When it comes to who may have damaged the pews, it is currently a mystery; and it may remain a mystery, indefinitely. We may never know.
American society sure can be fickle! Media’s love for sensationalism seems to cross every line. One minute they are spouting forth freedom to do anything you want to do, be whoever you want to be, and say whatever you want to say. But, when someone says something that is not politically correct, they are all over it like you know what. To them, the USA espouses nearly 320 million versions of truth, as many different versions as there are people. However, if a network’s “trusty” investigation team discovers inconsistencies that are news worthy, watch out!!
Webster’s Dictionary defines the term “involved” as, “committed or engaged”. Whether it is politics, sports, relationships, or any other area of life, we all understand this concept of being involved. In fact, regardless of the specifics of what we might be involved in, there are a few basic ways to measure that involvement:
Here is a trivia question. Who was the first person in the Bible to ask for forgiveness? If Adam and Eve come to mind, think again. It is true that they committed the first sin, but if you go back and read Genesis 3, when they ate of the forbidden fruit, God confronted them about it, and they admitted their actions. However, there is nothing in the record that the first couple said they were sorry for what they had done, or even asked God to forgive them.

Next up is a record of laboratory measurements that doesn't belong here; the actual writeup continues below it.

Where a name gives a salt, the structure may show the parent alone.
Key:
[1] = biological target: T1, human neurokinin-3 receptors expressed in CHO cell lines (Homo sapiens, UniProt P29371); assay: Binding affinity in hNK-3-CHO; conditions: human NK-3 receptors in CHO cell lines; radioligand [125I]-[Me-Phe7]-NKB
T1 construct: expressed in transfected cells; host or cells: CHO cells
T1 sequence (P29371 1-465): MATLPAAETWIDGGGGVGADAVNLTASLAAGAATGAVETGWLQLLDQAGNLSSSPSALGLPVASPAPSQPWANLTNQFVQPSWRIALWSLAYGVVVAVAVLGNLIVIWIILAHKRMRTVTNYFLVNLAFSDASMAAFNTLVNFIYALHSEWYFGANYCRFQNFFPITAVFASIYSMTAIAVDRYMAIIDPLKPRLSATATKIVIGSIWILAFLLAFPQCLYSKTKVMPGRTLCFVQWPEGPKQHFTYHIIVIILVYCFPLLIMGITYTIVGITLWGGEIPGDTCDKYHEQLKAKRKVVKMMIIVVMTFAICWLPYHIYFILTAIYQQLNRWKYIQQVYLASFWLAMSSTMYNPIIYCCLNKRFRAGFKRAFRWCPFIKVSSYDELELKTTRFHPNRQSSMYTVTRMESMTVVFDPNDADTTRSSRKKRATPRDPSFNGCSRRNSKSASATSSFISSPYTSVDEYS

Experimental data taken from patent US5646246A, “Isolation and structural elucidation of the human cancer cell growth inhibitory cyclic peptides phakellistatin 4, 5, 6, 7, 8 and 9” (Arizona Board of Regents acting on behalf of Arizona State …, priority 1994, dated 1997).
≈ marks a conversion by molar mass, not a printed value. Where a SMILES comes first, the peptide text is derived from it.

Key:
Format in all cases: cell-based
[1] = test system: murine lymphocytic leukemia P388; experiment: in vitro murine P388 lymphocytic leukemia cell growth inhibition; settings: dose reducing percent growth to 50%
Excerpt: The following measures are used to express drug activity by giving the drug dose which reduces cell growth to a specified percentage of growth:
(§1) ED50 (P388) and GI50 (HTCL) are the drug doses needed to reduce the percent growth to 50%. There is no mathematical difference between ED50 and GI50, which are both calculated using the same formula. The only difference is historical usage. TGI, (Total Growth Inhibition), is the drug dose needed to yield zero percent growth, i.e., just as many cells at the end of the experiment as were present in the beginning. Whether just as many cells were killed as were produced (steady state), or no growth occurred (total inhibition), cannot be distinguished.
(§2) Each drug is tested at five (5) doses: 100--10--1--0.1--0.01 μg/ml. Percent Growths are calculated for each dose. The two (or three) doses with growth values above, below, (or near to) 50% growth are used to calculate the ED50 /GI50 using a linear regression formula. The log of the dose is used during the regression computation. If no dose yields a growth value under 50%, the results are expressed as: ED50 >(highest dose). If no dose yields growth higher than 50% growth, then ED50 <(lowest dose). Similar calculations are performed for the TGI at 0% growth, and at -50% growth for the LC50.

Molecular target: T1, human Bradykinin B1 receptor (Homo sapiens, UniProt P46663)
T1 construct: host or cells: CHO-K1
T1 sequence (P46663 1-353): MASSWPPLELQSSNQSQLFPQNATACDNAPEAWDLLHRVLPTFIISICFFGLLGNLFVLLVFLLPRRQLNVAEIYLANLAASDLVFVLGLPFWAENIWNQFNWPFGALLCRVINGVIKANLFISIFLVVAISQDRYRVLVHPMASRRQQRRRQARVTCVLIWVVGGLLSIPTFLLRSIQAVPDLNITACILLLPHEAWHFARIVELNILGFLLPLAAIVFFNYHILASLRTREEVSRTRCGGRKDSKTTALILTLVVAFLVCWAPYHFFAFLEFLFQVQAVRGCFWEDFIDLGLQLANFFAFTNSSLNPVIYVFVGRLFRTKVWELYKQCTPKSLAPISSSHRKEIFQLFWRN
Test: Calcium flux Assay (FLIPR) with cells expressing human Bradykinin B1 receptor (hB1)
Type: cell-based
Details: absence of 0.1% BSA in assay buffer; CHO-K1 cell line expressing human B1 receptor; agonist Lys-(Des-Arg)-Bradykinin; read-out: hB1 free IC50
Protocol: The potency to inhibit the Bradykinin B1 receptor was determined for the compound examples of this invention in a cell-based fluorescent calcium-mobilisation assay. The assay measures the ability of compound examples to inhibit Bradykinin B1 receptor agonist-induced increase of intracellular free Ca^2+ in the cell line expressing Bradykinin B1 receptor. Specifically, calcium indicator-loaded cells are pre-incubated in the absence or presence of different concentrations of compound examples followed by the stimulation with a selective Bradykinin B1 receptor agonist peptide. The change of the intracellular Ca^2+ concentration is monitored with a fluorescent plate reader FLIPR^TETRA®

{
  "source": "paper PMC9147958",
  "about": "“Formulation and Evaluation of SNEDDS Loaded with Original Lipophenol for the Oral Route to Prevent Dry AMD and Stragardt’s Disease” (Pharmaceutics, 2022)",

In Luke 17:11-19, we read the account of Jesus and the 10 lepers. When they saw Jesus passing by, they said, “Jesus, Master, have mercy on us.” Jesus then told them, “Go and show yourselves to the priests”, and as they went, they were all cleansed of their leprosy. As they realized that they were clean, 1 of the 10 turned back to express his thanks to Jesus. It seems obvious to me in this story that we have 10 people who were given a great gift from God and that 9 of them were [in any visible, noticeable, meaningful way] unthankful for it. I often wonder why those other 9 didn’t return to thank Jesus. Let’s speculate together for just a moment as to what each man may have thought to himself: